Intended for healthcare professionals


NICE at 20

BMJ 2019; 364 doi: (Published 26 March 2019) Cite this as: BMJ 2019;364:l1343


What we can learn from public involvement at NICE

  1. Nigel Edwards, chief executive1,
  2. John Appleby, director of research and chief economist1,
  3. Nicholas Timmins, senior associate1
  1. 1Nuffield Trust, London, UK
  1. Correspondence to: N Edwards nigel.edwards{at}

Cost effectiveness body should stick to what it’s good at

All healthcare systems ration care. The creation of the NHS in 1948 as a universal tax- funded system, largely free at the point of use, was an explicit rejection of rationing based on price and the ability to pay. But the need to decide between competing demands on a limited budget remained.

For half a century, the NHS grappled with this rationing dilemma through a combination of, as Rudolf Klein has characterised it, delay, dilution, deterrence, denial, and deflection.1 This solved the problem after a fashion, but inconsistently and opaquely. The creation in 1999 of what is now the National Institute for Health and Care Excellence (NICE) was an attempt to tackle that through a systematic, evidence based, and economic approach.2

The essential question it was set up to answer is whether new technologies are not just clinically effective—in the case of medicines, they have to be to get a licence—but cost effective.

NICE has bucked the trend by surviving two decades without the frequent reorganisation and staff changes, or indeed abolition, that other national healthcare bodies have experienced. “Surviving” may seem a rather weak achievement. But it says something important about not only the organisation and its staff but the importance of its role, which goes to the heart of unavoidable prioritising dilemmas in a national health service.

The reasons for setting up NICE as an organisation separate from the body that licenses medicines still apply. Successive secretaries of state (with one exception) have recognised that they are not best placed to make decisions about cost effectiveness and that real political dangers arise should they seek to do so. Initial unease in the pharmaceutical industry—and outright opposition from some companies2—has mellowed for the most part into a somewhat reluctant acceptance of the role of NICE, and an acknowledgment that a clear and fairly transparent process for making decisions about cost effectiveness is better than the alternatives.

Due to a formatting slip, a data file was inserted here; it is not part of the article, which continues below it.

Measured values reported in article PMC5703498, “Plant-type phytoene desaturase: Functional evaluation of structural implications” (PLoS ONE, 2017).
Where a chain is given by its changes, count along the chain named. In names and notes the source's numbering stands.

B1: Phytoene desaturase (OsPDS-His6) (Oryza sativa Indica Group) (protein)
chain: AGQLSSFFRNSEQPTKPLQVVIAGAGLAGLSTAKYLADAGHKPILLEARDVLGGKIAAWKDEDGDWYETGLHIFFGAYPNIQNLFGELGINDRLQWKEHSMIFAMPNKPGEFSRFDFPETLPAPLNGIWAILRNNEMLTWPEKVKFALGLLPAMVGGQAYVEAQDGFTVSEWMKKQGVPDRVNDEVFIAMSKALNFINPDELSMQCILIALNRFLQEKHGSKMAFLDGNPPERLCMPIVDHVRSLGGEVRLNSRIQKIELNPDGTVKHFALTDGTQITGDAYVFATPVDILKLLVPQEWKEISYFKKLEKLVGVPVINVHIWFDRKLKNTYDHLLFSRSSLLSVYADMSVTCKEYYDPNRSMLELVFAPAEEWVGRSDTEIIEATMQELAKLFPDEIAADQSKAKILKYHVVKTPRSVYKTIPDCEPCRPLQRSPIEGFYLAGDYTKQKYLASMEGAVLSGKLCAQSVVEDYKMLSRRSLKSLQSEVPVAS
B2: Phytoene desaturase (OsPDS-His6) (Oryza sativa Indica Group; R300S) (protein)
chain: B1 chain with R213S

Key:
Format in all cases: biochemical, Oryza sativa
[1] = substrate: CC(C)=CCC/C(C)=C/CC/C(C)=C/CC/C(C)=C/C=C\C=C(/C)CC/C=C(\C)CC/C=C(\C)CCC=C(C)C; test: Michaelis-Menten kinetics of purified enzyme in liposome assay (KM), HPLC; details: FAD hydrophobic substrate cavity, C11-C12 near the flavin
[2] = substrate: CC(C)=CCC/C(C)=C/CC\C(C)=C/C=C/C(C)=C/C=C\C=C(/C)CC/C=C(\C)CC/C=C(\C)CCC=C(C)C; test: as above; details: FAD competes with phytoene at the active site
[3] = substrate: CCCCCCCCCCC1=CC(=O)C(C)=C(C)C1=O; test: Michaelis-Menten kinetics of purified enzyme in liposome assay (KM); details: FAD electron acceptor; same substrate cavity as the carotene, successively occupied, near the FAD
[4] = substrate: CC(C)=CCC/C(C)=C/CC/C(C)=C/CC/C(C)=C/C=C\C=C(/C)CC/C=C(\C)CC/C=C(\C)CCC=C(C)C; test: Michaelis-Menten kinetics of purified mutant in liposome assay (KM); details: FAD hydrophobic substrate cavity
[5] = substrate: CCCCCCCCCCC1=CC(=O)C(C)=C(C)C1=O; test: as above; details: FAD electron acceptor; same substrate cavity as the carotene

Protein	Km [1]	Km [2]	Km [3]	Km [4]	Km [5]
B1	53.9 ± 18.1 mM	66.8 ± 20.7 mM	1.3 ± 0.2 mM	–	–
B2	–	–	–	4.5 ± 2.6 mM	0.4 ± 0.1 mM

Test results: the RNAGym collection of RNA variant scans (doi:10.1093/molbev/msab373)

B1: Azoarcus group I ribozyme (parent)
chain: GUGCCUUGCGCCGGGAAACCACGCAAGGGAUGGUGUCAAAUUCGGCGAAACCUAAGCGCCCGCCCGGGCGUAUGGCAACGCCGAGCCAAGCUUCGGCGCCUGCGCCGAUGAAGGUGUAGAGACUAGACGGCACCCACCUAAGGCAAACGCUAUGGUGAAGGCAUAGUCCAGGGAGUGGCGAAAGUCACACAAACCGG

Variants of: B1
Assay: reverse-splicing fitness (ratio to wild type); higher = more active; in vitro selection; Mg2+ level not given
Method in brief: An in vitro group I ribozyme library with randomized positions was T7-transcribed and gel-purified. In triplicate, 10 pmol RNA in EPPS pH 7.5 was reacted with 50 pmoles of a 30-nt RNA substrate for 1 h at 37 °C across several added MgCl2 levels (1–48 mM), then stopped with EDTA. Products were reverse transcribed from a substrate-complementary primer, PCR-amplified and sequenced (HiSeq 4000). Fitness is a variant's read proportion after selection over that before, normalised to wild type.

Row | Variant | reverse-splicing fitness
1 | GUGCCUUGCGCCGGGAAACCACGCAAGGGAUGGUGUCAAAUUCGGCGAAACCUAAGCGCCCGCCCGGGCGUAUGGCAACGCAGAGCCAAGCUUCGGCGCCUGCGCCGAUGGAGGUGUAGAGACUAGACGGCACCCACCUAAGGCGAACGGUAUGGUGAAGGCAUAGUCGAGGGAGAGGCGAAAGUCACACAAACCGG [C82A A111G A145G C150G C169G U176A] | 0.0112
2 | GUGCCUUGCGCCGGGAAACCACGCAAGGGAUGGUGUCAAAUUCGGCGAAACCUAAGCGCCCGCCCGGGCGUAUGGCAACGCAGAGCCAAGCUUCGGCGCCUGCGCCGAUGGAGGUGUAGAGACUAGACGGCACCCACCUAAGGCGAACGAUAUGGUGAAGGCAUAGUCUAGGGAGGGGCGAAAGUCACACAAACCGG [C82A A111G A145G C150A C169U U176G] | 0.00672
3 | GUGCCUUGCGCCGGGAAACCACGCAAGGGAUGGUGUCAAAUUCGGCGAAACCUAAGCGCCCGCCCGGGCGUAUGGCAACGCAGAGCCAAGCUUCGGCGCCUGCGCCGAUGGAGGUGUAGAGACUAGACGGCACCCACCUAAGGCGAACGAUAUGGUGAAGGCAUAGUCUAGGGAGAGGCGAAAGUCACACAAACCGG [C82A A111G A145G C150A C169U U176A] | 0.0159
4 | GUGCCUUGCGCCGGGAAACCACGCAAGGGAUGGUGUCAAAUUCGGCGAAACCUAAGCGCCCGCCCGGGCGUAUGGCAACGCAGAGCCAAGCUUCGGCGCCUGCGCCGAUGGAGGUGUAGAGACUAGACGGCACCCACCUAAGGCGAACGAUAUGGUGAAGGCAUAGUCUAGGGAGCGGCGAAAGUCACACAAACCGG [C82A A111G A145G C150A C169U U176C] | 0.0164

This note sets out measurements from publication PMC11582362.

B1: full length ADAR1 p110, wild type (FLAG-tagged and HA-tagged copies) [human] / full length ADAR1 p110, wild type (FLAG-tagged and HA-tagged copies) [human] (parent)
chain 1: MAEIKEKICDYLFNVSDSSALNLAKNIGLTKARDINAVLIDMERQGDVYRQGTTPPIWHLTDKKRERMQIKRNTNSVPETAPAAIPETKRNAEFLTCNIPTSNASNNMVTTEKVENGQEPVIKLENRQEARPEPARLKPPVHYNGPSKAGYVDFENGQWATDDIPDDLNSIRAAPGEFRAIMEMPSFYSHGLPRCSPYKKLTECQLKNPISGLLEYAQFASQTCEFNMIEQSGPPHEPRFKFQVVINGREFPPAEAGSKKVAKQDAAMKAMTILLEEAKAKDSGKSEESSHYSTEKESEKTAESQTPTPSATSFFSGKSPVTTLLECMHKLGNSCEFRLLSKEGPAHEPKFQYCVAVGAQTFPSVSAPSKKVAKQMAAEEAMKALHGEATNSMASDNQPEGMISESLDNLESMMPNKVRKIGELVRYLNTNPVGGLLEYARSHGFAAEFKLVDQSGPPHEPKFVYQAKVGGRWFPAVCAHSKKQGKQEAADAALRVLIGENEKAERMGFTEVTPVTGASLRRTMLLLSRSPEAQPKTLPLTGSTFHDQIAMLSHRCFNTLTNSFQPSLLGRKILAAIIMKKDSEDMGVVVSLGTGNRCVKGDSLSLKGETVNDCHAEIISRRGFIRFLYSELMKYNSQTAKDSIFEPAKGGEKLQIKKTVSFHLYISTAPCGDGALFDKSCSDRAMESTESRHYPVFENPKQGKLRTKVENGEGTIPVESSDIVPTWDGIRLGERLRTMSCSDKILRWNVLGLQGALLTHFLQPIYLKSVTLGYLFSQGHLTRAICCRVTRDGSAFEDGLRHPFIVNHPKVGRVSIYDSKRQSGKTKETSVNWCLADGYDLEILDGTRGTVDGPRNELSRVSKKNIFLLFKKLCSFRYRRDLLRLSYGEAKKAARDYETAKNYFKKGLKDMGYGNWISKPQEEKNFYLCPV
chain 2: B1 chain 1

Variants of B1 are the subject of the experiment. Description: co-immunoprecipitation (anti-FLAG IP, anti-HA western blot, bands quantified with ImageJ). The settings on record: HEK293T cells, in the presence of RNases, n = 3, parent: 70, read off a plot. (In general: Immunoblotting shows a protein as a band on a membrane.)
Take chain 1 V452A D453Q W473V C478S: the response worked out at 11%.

The history of NICE has nonetheless been marked by controversy. For example, the extent to which there is a definitive cost per QALY (quality adjusted life year) threshold, whether this is set at the right level,3 the speed of the decision process, and whether it says yes too often or not often enough. But politicians have in the main resisted the temptation to intervene. When they did, through the creation of the Cancer Drugs Fund in 2011 as a separate process outside NICE, the fund’s massive overspend and failure to meet its objectives4 served to demonstrate why NICE was needed in the first place.

Although there are valid concerns that NICE decisions can distort the allocation of resources away from more cost effective treatments that have not been appraised, NICE has largely silenced the vociferous debate about “postcode prescribing” (unjustifiable geographical variation in the provision of treatments). But its effect on the speed of adoption of new technologies seems to have been less than was hoped for. This is particularly true for non-pharmaceutical innovations where, unlike with drugs, commissioners are not required to fund NICE recommendations. Claims are continuing that the NHS is slow to adopt, although it is not clear how far NICE can be held responsible for the complex factors at play.5

Its less headline grabbing work—the development of clinical guidelines—has dealt with the confusing proliferation of guidelines that existed before. The guidelines have undoubtedly improved the quality of care within the NHS, although again it is not clear—partly because it is extremely hard to measure—how far they are truly embedded.

Successes and challenges

Despite these cavils NICE must be judged a success, and a big one. The social and ethical values it has adopted, its processes, the involvement of the public in establishing its underpinning principles, and the formidable network of researchers and advisers it has created are widely admired internationally. It has inspired the work of similar agencies across the world. Its materials are frequently downloaded, translated, and adopted—the provision of these as a publicly available resource is an important contribution to the wider global health community.

It faces, of course, continuing challenges. Some are of its own making; others are of the kind that face health technology assessment globally, such as how far the current assessment processes work well, not just in the case of rare and orphan drugs but for new, more personalised cell and gene therapies, which are eye wateringly expensive and can be difficult to evaluate.

The former challenges include NICE’s edging—through the so called budget impact test6—towards making decisions not just about whether a treatment is cost effective but how fast it should be rolled out if NHS England proves unable to negotiate a price low enough for it to come within the cost effectiveness threshold.

To date, the budget impact test has not had to be applied to a medicine. But NICE was set up merely to judge cost effectiveness, not to rule how quickly the NHS could afford to adopt new technologies. This sullies its original purity in a way that could do lasting damage to its standing.


  • Competing interests: We have read and understood BMJ policy on declaration of interests and have no relevant interests to declare.

  • Provenance and peer review: Commissioned; externally peer reviewed.


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